Sandwiched between France, Germany and Netherlands lies a strong little country that boasts more diversity than just the cliché stereotype of beer and mussels. Often misunderstood as a weekend getaway destination or merely a dull centre of EU bureaucracy, Belgium has, in fact, a lot to offer — museums, medieval monuments, gorges and caves, state-of-the-art galleries — enough to make up a week’s worth of stimulating experience.
Although the country is distinctively split between the Flemish-speaking northerners (Dutch language as spoken in Flanders), and French-speaking southerners, I had no difficulty traveling around Belgium equipped with just English. It would be nice however, for the locals to be warmed up to fellow visitors with greetings in their language as a courteous gesture.
With 3 full days altogether, I split up each day starting with Brussels the capital, followed by an hour train ride out to Namur, a charming city in Wallonia in southern Belgium, and lastly Bruges, a medieval town in northwest Belgium.
Staying at Sheraton Brussels Hotel was a real convenience, only 10 minutes walk to the main sights at Grand Place and St. Catherine. First time visitors, what to do in Brussels you ask? (Downloadable itinerary below)
First on the list for all visitors to Brussels is non-other than the central square, Grand Place. This pedestrianised UNESCO World Heritage site is surrounded by opulent Gothic buildings from the Middle Ages, comprised of the Town Hall, Museum of the City and guild houses.
Of course, biscuits and chocolates aren’t to be missed in Belgium. At nearly every corner of a block lies an unsurprising chocolatier/bakery with their perfected goodies displayed against the shop windows. Almost two centuries old, the Brussels born biscuiterie, Maison Dandoy bakes the freshest Speculoos, a traditional spiced shortcrust biscuit, among other invigorating confectioneries. It’s a little hefty for a bag of biscuits but hey, what’s a few euros more for an authentic taste of a preserved family recipe that survived the World War 2?
Not necessarily an option some of you would like to include in your visit, but Pasta Divina scores 4.5 out of 5 on TripAdvisor and makes pretty delicious, well, homemade pasta. It gives you the option to create your own pasta dish if you feel like wandering off the suggested menu. Not your average large portions but sufficiently compensated with great texture and flavour.
St. Hubert Gallery
A few minutes away from Grand Place is this 19th century glazed arcade shopping centre filled with boutiques, restaurants, chocolatiers and even a cinema.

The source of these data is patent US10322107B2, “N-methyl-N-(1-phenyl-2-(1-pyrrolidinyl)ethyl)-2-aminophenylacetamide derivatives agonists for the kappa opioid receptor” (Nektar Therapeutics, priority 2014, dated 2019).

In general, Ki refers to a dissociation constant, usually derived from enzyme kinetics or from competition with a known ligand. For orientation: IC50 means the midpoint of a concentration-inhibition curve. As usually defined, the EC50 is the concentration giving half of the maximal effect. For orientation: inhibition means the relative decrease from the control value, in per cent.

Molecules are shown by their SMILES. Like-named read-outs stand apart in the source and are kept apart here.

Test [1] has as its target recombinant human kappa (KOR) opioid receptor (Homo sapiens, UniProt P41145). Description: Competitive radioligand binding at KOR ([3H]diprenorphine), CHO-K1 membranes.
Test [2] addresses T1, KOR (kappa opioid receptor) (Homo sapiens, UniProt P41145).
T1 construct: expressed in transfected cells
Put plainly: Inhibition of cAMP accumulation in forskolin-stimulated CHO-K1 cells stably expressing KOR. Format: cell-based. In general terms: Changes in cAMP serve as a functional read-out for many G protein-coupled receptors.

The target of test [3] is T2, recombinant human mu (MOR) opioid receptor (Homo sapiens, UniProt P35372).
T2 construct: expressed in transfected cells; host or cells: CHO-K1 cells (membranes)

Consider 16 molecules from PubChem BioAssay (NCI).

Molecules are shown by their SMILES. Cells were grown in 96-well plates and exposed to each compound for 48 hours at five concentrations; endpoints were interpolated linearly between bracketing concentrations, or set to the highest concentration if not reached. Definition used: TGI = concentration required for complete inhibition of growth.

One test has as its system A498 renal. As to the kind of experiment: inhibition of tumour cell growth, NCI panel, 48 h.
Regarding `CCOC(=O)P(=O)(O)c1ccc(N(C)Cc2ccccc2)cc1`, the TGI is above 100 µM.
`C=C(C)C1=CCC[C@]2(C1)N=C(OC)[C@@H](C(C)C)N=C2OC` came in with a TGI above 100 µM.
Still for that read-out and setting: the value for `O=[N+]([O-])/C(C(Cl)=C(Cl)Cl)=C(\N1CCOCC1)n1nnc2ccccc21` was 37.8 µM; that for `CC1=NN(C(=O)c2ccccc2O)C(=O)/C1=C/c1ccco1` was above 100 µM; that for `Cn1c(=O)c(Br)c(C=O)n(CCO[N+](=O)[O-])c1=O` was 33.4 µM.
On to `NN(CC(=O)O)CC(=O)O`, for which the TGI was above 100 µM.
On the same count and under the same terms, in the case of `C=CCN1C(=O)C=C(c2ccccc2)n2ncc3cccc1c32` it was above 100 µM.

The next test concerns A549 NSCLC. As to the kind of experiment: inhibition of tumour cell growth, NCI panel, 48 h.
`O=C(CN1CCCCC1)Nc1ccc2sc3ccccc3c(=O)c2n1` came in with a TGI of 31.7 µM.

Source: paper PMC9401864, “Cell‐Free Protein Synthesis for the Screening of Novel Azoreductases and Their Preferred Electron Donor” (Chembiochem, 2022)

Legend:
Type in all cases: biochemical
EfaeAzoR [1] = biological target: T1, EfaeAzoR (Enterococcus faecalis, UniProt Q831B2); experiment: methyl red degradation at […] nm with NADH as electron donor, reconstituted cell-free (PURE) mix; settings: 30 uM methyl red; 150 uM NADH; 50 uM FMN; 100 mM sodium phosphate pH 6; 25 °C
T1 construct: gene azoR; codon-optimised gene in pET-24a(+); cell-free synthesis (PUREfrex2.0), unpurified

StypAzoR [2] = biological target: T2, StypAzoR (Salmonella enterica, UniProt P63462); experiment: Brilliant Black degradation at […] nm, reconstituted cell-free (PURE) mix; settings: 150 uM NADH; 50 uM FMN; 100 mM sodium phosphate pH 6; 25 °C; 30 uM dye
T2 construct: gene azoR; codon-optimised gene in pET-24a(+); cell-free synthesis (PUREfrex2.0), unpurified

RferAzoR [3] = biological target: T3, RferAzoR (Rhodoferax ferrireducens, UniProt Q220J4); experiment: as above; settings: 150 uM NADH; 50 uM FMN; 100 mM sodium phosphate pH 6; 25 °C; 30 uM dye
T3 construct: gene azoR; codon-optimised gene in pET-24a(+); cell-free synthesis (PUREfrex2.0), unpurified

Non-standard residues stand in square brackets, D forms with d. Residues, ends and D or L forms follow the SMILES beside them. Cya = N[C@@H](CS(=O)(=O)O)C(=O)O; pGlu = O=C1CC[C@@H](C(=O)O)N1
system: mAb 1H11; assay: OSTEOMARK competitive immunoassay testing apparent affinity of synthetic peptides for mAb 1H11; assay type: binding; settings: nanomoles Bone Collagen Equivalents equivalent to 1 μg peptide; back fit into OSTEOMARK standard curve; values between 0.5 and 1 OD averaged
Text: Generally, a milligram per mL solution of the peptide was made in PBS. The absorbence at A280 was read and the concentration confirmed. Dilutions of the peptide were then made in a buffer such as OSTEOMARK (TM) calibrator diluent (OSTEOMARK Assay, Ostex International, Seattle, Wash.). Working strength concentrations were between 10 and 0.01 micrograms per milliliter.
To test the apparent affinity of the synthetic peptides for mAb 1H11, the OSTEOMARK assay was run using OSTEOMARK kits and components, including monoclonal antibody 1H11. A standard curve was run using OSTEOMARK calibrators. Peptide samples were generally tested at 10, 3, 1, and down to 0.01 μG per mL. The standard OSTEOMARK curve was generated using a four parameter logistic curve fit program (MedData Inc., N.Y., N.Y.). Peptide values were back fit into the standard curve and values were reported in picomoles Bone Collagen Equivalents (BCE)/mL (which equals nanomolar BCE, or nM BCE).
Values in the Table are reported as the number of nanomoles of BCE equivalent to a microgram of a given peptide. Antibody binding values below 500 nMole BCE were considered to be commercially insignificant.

St. Michael and St. Gudula Cathedral
A beautiful national treasure, St. Michael and St. Gudula Cathedral holds royal ceremonies within those walls. There is no admission fee for visitors.
Royal Palace of Brussels
Although the royal family does not reside here, it is the official palace of the Belgium monarchy. The palace is open to the public from July to September.
Mont des Arts Garden
Not quite a top attraction in Brussels but this manicured garden is sure to catch any passerby’s attention, perfect for little breather away from the crowds on the main streets. Grab a drink and simply relax.
Noordzee Mer du Nord
Noordzee offers a unique, no-frills dining experience. With an open counter top and kitchen just behind, fresh seafood is prepared and served right under your nose. Being a favourite among both locals and visitors, get prepared to brace the crowds during peak times, and eat whilst standing as there are no proper seating but occasionally unoccupied stools and bar tables. Each platter costs €5.
Le Crachin Crêperie
You can surely trust the Belgians with making the delectable french dessert. Tucked in a quiet alleyway in St. Catherine, this crêperie will satisfy your appetite for the sweet and savoury. Freshly prepared and aesthetically pleasing presentation, I could have another crepes within minutes.
If I had another day in Brussels, I would have most definitely liked to visit the Atomium, an iconic landmark in Brussels, and Maison Antoine, a popular frites stall. It was a great experience nonetheless to have explored the city by foot, there was no need for public transportation to see and do all of the above. Download this Brussels itinerary that I’ve created with Tripomatic to help you enjoy Brussels with ease.